It was a little surreal, lining up to start the Boston Marathon, in this rain storm. Oh well, time to start running! The first few miles were just as downhill as everyone says they are. I ticked off the first mile in 9:45 or so, then tried to real it back in. I didn’t want to start out too fast, but hey if I was feeling good, maybe it would work out. It did in Dopey, right? I hit the 5K mat in 31:31, and felt like I was sending a signal back home to everyone who was tracking me – hey, I got this, I’m going to be okay! At mile 4, I took my first round of Cliff Shot Bloks. At Dopey, I alternated my blocks and Gatorade every other station (each station was 2 miles apart) so I tried to replicate this fueling plan again since it worked out so well for me. I had also taken in salt pills at Dopey, but already it was so wet and cold, I was having trouble getting my salt pills out of my belt, so I made the game time decision of “screw it” and skipped the pills.
As we ran through each of the towns, I was surprised to see how many people were still out cheering for us in this chilling, cold rain. The rain started to pick up some, but at least the winds weren’t so bad – yet. I started to need a bathroom, but I wanted to wait until I passed some with no lines. 10K in 1:04:26. I was starting to slow down a bit, but the first few miles were so downhill, of course I would. No problem, I got this. Not soon after, I found a bathroom to run in and out of, and I was on my way.
After that first bathroom break, I had trouble getting my pace back down to the 10:15ish pace I was averaging those first few miles. The wind starting to pick up, the rain got a bit thicker, and for the first time that day, I admitted to myself that this might be much harder than I anticipated. I tried to keep myself positive by breaking it up by 5K splits, only thinking about the next segment at a time. I took my second set of fuel at mile 7 (a little early, but I felt like I needed it) and it was already getting increasingly difficult to get the stuff out of my belt. I tried to let the crowd distract me, but this cold wind and rain was absolutely starting to take its toll on me. I hit the 15K mark (I did not get a split here as the match glitched out) and started thinking, how the heck am I going to finish this thing?
I only let myself consider a DNF for a few seconds – not only were tons of people tracking me back home, if I don’t finish, I don’t get to keep the damn jacket, and everything else I bought! I tried to keep the optimism going. One more 5K, and then it’s the 20K. 20K is steps away from the half marathon mark. After that, it’s 4 miles to Mike and dry clothes. Come on, you can run 4 miles in anything!
I had to take another pit stop at mile 11 – a bit unusual – but at this point, I was just doing everything I could to keep myself as comfortable as possible. Clearly this race was going to be difficult, and times goal were out the window. One step at a time, I kept telling myself.
I saw a sign that said “welcome to Wesley’ and my spirits perked up. Hey, isn’t that where the famous scream tunnel is? So far all the spectators had been fantastic, so I was excited to see what all the hype was. I have run lots of amazing races through the years, but I must say – the scream tunnel lived up its name. I could hear those girls a half mile away! “Halfway there! Halfway there!” they chanted at us. I felt my spirits rose, and despite hitting the halfway park at 2:22:32, I did my best to stay positive. Okay, so 4:30 clearly isn’t happening. But surely you can salvage sub 5 easy-peasy!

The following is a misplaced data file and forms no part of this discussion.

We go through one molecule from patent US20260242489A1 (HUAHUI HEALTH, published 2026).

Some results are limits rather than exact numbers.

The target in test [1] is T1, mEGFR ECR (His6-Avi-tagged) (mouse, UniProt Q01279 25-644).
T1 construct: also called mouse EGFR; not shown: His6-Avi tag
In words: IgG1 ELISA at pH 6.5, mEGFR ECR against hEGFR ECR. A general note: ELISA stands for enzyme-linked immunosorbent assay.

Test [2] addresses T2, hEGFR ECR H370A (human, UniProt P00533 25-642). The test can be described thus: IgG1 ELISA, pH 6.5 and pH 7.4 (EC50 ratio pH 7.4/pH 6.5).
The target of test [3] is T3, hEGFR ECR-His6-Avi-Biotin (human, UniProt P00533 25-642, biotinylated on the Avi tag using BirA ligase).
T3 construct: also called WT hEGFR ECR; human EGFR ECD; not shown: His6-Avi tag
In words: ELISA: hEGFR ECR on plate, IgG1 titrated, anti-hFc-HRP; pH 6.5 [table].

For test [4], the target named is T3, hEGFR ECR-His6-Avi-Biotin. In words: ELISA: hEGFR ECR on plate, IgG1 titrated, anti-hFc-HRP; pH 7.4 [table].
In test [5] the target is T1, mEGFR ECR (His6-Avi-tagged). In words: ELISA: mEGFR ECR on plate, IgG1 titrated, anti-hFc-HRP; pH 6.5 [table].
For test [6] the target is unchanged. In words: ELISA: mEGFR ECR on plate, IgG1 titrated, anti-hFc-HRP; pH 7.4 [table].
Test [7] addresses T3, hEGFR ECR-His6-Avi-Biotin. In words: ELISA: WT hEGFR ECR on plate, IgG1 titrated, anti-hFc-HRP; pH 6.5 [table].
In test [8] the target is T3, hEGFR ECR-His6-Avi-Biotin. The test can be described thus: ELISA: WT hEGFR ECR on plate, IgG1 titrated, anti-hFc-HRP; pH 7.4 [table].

At mile 14, I needed a bathroom, AGAIN. Okay fine, but please, no more, I begged myself. 3 more miles, and then I should find my husband. At this point there was no question in mind whether I was stopping for those dry clothes. I needed those clothes. I was barely running under a 11mm, which is unusually slow for me. I think it was a combination of my legs feeling the effects of the cold, the increasingly forceful headwinds in my face, and my clothes were just so waterlogged and heavy. Water resistant is not water proof, and I was just soaked to the bone. 25K in 2:52:03.
Mile 16 – welcome to Newton! I knew this was where the hills would really begin, but at this point, it was the conditions that were my biggest concern. I was just so cold and so wet. But still pushing forward. I started keeping my eyes peeled for Newton Hospital, which is where we said our meeting point would be. I started to see it appear on my right side, and quickly moved over so I wouldn’t miss him. I started scanning the crowd, but no one looked familiar. Where is he? Omg, did he screw this up? Did I miss him? Omg, how am I going to make it in these clothes for another 9 and change miles. And just as I was about to reach near panic levels, I saw the mile 17 marker – and my incredible husband with that beautiful, beautiful bag of dry clothes.
I quickly pulled over the side, and he asked if I wanted clothes. Oh god yes. I stripped off my jacket, arm sleeves, and tank on the side of the course (this was no time to be self-conscious!) and pulled out my dry long sleeve tee, and my water and another jacket. I knew I wouldn’t stay dry for long, but for that second, those clothes felt so damn good. As I was getting changed, he told me Desi had won, and that immediately lifted my spirits. USA!! I told him I loved him, I would see him in Boston, and I was on my way. It was a good 3-4 minutes wasted, but so well worth it.
A few minutes after I left him, the skies really started to open up. Now don’t get me wrong – it has been cold and a steady rain all race course – but this was a true, Florida style, downpour, with the strongest wind gusts yet. Shit. I am going to make it to Boston? I started to really second guess myself, but I was determined to keep pushing through. 30K in 3:31 even. Slowing down but making forward progress still.